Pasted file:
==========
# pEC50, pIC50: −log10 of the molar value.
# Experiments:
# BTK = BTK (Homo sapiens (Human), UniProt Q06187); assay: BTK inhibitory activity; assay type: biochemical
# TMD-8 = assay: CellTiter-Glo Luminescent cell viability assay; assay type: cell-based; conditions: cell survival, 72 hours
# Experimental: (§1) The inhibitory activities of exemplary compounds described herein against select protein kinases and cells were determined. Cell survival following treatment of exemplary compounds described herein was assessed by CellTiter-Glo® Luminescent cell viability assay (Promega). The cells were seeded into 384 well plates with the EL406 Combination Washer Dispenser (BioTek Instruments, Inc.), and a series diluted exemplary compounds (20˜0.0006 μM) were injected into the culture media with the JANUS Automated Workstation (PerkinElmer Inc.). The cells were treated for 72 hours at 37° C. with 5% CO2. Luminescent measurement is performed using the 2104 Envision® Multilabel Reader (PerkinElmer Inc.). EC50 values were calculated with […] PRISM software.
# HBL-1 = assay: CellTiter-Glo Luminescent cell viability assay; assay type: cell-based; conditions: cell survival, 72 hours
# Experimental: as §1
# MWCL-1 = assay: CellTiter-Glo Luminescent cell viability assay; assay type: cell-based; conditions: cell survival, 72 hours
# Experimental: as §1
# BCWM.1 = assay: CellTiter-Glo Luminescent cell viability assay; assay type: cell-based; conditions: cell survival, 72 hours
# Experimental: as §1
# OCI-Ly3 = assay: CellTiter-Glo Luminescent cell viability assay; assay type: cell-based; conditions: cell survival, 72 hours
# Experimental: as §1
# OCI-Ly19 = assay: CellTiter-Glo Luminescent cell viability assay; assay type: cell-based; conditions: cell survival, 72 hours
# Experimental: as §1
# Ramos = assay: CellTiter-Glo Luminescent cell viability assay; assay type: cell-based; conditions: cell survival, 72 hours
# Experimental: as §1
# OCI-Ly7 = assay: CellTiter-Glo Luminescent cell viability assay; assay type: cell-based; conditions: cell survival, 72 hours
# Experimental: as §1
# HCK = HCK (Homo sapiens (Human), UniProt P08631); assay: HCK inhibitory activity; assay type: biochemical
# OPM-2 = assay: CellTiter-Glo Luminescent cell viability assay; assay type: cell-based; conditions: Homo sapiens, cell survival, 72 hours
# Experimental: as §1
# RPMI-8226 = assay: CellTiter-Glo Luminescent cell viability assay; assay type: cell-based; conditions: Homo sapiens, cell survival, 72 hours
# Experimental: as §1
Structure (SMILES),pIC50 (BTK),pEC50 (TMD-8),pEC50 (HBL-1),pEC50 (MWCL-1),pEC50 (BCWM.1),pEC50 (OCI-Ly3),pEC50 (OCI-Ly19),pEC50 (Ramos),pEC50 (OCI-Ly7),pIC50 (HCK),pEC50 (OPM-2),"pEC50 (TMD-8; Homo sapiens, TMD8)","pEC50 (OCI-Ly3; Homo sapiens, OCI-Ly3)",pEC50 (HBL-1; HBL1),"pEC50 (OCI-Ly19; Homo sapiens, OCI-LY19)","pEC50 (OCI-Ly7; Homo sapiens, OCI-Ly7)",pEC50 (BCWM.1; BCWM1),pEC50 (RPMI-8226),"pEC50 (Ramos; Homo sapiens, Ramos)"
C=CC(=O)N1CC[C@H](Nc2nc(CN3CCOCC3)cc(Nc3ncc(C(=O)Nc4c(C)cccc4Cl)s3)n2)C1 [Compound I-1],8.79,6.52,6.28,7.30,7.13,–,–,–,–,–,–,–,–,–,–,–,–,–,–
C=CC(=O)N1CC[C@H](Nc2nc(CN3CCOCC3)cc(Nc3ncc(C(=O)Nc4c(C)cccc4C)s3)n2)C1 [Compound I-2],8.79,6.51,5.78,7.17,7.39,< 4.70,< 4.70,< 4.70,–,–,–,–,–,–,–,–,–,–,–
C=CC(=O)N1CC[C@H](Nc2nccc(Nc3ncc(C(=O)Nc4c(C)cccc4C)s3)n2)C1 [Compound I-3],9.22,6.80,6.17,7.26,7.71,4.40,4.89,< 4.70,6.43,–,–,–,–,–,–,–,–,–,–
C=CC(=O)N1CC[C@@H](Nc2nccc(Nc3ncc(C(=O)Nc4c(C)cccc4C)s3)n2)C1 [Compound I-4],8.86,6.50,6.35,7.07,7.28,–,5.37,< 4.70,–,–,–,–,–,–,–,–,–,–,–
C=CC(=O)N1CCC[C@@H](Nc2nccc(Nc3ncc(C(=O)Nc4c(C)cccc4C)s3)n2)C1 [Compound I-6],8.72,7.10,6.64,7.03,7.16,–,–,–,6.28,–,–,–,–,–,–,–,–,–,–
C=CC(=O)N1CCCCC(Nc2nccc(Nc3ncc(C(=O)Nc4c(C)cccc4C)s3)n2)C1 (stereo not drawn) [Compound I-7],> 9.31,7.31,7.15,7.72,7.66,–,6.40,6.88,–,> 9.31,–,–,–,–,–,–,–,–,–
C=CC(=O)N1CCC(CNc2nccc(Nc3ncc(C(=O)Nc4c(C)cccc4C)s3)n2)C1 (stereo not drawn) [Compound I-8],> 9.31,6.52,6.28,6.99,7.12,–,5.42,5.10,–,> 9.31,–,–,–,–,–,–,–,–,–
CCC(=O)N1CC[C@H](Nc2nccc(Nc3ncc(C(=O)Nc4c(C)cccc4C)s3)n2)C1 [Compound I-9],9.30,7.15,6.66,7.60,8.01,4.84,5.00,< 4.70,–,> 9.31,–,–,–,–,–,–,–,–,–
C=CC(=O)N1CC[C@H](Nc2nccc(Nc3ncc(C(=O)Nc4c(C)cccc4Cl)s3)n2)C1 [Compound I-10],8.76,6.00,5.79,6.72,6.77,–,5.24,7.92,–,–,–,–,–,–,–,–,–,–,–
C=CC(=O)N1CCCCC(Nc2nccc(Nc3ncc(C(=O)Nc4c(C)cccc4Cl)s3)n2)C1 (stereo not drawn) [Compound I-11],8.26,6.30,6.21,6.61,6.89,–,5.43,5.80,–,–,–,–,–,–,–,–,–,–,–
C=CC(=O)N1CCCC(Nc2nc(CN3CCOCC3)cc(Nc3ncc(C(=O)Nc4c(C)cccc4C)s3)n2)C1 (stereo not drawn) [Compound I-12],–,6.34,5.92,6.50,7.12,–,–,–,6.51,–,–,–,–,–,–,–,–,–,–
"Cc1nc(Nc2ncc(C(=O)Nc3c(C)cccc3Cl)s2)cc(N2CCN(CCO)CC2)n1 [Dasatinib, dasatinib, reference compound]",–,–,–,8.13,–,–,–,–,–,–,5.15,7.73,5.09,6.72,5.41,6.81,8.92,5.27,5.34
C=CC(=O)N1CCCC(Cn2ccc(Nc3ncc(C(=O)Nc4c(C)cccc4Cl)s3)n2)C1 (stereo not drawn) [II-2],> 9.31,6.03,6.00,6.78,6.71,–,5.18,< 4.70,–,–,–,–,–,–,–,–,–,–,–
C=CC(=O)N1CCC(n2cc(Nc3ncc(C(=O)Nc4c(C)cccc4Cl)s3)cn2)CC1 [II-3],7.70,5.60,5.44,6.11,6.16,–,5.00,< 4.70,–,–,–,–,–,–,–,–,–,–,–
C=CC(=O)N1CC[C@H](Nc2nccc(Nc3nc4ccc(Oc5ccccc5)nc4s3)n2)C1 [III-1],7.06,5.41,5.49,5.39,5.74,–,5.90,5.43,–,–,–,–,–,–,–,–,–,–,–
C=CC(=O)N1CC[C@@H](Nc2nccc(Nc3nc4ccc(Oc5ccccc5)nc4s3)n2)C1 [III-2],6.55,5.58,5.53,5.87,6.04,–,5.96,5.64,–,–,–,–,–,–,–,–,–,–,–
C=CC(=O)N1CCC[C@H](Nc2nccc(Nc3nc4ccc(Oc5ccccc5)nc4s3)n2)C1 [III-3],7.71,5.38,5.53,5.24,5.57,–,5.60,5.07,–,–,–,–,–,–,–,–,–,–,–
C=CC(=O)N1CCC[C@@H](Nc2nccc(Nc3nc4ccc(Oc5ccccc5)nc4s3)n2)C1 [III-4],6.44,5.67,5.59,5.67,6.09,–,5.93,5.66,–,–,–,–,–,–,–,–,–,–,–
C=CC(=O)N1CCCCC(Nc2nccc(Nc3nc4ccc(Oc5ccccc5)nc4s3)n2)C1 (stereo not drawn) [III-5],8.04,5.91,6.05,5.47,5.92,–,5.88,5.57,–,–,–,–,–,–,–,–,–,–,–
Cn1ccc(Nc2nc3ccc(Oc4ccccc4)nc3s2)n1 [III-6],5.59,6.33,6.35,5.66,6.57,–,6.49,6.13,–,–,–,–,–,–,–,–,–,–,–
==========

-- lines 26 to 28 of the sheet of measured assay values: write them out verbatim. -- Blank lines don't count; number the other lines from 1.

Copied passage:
C=CC(=O)N1CC[C@H](Nc2nc(CN3CCOCC3)cc(Nc3ncc(C(=O)Nc4c(C)cccc4Cl)s3)n2)C1 [Compound I-1],8.79,6.52,6.28,7.30,7.13,–,–,–,–,–,–,–,–,–,–,–,–,–,–
C=CC(=O)N1CC[C@H](Nc2nc(CN3CCOCC3)cc(Nc3ncc(C(=O)Nc4c(C)cccc4C)s3)n2)C1 [Compound I-2],8.79,6.51,5.78,7.17,7.39,< 4.70,< 4.70,< 4.70,–,–,–,–,–,–,–,–,–,–,–
C=CC(=O)N1CC[C@H](Nc2nccc(Nc3ncc(C(=O)Nc4c(C)cccc4C)s3)n2)C1 [Compound I-3],9.22,6.80,6.17,7.26,7.71,4.40,4.89,< 4.70,6.43,–,–,–,–,–,–,–,–,–,–